It’s been seven days of preschool or just four days, depending on whether my friends come three days or five. I’m nursing my first cold but I’m also already in love with these wee ones. Like having a new-born, the first few weeks in preschool are full of energy, effort, and often, sheer exhaustion. The love comes slowly, but surely, as we get to know each other. There’s so much in front of them that’s new and different. Some are excited. Some are scared. Some are overwhelmed. And so are the children of these parents! We’ve begun to see those irresistible smiles and hear those giggles as these three-year olds become aware and engaged in their new home away from home.
One day last week, one of my wee ones was having a particularly hard transition. There were tears, as we’ve had each day. Buckets full. Four of us sat nibbling on snack, suddenly the whimpers and shaking on my lap stopped and he yelled, “Miss Lisa – A SPIIIIIDER!” Of course, all four boys shuffled away from the table right away. We let the big ‘ole daddy long legs back out the window. As we watched him scamper away, the former crier remembered the box turtle we had watched the day before on the playground. As they recanted what we observed, I was silently praising the Mighty God of Arachnids who seemed to be responsible for squelching this morning’s sadness. I snapped back into the moment to notice that all three boys were excitedly talking about yesterday’s turtle to each other (real give-and-take conversation not always heard among threes!).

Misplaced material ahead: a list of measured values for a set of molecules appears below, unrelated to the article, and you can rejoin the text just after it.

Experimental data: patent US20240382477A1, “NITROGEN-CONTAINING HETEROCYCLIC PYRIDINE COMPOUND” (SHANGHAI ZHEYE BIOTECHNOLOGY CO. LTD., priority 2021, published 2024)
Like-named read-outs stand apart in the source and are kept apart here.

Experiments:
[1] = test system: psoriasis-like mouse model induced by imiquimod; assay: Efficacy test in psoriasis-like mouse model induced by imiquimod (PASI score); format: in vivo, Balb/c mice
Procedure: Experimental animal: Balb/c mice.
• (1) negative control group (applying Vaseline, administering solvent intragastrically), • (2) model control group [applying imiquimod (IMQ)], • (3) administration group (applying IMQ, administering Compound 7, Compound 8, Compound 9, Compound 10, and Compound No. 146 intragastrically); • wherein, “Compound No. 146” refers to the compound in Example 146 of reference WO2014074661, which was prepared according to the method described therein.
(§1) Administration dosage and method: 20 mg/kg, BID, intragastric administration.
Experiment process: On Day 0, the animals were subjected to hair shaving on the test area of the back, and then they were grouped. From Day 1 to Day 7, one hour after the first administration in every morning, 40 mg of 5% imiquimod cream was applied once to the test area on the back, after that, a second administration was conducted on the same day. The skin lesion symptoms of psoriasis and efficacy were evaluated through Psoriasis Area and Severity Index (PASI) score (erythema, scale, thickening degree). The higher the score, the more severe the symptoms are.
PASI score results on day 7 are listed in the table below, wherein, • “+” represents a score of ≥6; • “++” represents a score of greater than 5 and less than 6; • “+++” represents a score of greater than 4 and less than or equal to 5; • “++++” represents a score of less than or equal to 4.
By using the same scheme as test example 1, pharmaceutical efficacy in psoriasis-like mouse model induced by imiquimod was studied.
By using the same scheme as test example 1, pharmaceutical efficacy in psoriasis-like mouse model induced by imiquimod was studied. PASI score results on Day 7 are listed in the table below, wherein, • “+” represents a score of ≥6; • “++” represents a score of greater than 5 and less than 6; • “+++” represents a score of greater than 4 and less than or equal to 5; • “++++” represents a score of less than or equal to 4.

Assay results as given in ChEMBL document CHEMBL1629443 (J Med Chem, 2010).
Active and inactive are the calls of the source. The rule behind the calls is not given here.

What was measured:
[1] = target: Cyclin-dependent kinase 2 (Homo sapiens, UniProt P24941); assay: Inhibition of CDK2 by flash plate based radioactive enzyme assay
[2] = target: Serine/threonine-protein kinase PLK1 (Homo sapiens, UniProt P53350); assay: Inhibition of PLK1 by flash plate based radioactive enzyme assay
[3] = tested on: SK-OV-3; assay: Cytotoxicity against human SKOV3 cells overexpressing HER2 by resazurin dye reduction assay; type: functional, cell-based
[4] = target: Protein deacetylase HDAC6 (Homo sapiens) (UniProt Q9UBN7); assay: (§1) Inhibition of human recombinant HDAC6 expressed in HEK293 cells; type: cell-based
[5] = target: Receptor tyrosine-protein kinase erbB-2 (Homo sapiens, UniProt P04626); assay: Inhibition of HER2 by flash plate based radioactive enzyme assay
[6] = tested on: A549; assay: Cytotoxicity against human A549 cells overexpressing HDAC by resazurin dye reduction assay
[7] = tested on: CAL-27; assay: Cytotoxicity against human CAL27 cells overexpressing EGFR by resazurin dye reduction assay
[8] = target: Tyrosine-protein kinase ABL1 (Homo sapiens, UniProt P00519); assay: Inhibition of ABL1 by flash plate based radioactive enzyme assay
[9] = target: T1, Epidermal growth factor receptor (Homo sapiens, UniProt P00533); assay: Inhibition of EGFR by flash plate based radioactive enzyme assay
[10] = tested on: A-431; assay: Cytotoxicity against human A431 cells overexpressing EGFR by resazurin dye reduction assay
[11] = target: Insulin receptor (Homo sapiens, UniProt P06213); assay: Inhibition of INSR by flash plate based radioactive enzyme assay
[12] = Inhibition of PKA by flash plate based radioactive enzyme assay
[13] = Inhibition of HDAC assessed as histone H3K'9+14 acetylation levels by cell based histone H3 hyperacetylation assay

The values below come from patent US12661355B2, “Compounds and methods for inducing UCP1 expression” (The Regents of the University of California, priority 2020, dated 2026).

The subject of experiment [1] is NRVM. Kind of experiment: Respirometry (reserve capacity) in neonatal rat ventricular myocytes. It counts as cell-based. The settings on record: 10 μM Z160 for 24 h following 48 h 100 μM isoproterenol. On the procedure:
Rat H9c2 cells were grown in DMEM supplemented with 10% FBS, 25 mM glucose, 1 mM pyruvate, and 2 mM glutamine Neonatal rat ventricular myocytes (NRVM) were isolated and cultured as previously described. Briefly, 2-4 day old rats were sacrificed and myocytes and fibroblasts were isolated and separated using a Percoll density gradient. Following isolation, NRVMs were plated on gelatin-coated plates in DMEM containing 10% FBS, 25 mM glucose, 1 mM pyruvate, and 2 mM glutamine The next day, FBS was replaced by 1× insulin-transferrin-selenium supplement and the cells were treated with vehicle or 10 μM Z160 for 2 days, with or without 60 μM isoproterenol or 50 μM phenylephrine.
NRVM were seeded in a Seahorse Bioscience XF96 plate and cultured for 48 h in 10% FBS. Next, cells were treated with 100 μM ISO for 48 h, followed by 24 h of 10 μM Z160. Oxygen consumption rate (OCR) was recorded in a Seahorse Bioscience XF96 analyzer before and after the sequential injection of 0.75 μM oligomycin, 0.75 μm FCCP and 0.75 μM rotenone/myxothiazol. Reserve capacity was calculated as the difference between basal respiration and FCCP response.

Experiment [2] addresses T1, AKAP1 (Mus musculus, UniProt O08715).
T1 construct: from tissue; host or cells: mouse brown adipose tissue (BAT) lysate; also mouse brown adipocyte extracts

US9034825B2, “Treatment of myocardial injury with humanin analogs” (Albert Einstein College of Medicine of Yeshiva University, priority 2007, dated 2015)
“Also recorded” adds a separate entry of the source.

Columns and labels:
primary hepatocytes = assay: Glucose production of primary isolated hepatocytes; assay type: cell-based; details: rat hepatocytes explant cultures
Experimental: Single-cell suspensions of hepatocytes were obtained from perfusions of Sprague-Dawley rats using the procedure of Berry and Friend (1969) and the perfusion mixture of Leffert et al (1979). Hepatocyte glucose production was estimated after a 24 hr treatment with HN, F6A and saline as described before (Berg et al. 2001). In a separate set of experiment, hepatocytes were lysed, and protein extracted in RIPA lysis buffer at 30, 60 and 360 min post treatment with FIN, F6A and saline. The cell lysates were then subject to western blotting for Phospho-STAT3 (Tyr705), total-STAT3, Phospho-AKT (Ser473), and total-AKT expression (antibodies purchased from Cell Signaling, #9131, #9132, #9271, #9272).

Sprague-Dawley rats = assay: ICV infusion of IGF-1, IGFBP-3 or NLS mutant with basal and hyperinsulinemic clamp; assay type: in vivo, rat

Their collective memory was that this box turtle was blue. It was clearly time to seize their excitement and move on the blue turtle concept. “You know what we could do today? We could make a blue turtle for our room!”I suggest with nearly as much enthusiasm as my friends. They looked at me in disbelief and then started cheering, “blue turrtle…yeah!” Our conversation quickly turned to what it would look like, what we would need, and what the turtle would have – a sword (“actually, at our school we keep everyone safe and a sword wouldn’t feel safe.”), a magic wand (“that’s possible.”), or a motorcycle (really not sure where this came from but they all seemed convinced our turtle should ride on one, so that might come next).
So as our first mini-project, these boys helped me gather our materials. We talked through what shape the turtle would be, how many legs it would have, and how big the head would be relative to the shell. We discovered how to use stubby paint brushes and work together to paint the shell and legs. We searched high and low for materials to use for a head. As the turtle dried, we moved to imaginary play with small animals and the habitat we built on a low table. Their minds were still on the turtle, and we began to discuss the name. The former crier was insistent that it would be “Kevin.” The others agreed and one added, “we can call him ‘Freddy’ for short!”
Moments before we packed up to go, someone noticed (the 2-dimensional) Kevin Freddy was dry. We had already crumpled paper to stuff his painted shell, so we quickly assembled Kevin Freddy. As lots of proud smiles and loving hugs were exchanged, we said good-bye for the day, knowing Kevin Freddy would be ready to introduce to the rest of our friends the next day. When I returned alone to our room, I hung Kevin Freddy on the wall and smiled. We had made significant headway in building our class community, beginning with a feeling of safety and risk taking these little guys got from capitalizing on their impressions of a box turtle and subsequent conversations. These wee ones were able to share their ideas and become engaged in their own learning. Surely, this was just the first of many collaborations to come this year. Kevin Freddy serves as reminder that simple actions of listening and engaging children gives them both the permission and freedom to grow. And the for me, yields the added bonus of making all the effort so worth the investment!